>Gallery >Exhibitions >Spectator – Zeitgenössische Fotokunst aus Großbritannien



Stuart Lee, Helen McCrorie, Nigel Shafran, Shizuka Yokomizo


With this exhibition, the FOTOHOF provides an insight into the contemporary photo art scene of a European country. Last year, artists from Belgium and the Netherlands were shown. This year, in cooperation with the British Council in Vienna, we are presenting four positions from Great Britain. The works by Stuart Lee, Helen McCrorie, Nigel Shafran and Shizuka Yokomizo embrace classic elements of documentary photography and at the same time question them.

Nigel Shafran

Nigel Shafran’s “Dad’s Office” is a personal documentary about clearing out his father’s office at home. Seemingly forgotten objects appear like constructed still lifes. Water stains on broken wallpaper and walls spread just as abstractly and randomly in a room that is simultaneously deserted but full of memories.

Helen McCrorie

Helen McCrorie’s Waterway is a one-hour video of a canal through Glasgow after it has been left out for the first time in a long time. The camera pans constantly and evenly along the bank. The observer is a walker whose gaze falls on a normally idyllic park scene. However, the usually perfect landscape is littered with cars, fridges, and other hidden detritus of consumer society.

Helen McCrorie, »Waterway«, 2000, Videostill
Helen McCrorie, »Waterway«, 2000, Videostill

Stuart Lee

Stuart Lee’s series “Reserve” shows large-format photographs of bird observatories in nature reserves. These places were built to observe nature, allowing the viewer an undisturbed view from a hidden observation tower. Documentary and also wildlife photography try to capture their subjects in undisturbed moments, untouched by the presence of the observer, whereby the photographer manages to remain completely unnoticed.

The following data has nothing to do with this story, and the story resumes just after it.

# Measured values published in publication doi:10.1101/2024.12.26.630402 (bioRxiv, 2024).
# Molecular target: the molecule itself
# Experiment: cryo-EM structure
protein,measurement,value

Stuart Lee, »Reserve«, 1999, C-Print, 76 x 76 cm
Stuart Lee, »Reserve«, 1999, C-Print, 76 x 76 cm

Shizuka Yokomizo

Shizuka Yokomizo’s work “Stranger” addresses the issue of voyeurism by questioning the classical methods of documentary photography. The series of these anonymous portraits came about after the artist made letter contact with people living on the ground floor. She invited them to join in her voyeuristic game; she asked them to open the curtains at a certain time and thus “expose” themselves. After a photo was taken, the anonymous photographer disappeared. Questions about public or private space and the relationship between the photographer and his subject emerge.

Shizuka Yokomizo, »Dear Stranger«, 1999, C-Print, 108 x 127 cm
Shizuka Yokomizo, »Dear Stranger«, 1999, C-Print, 108 x 127 cm
Mit freundlicher Unterstützung von The British Council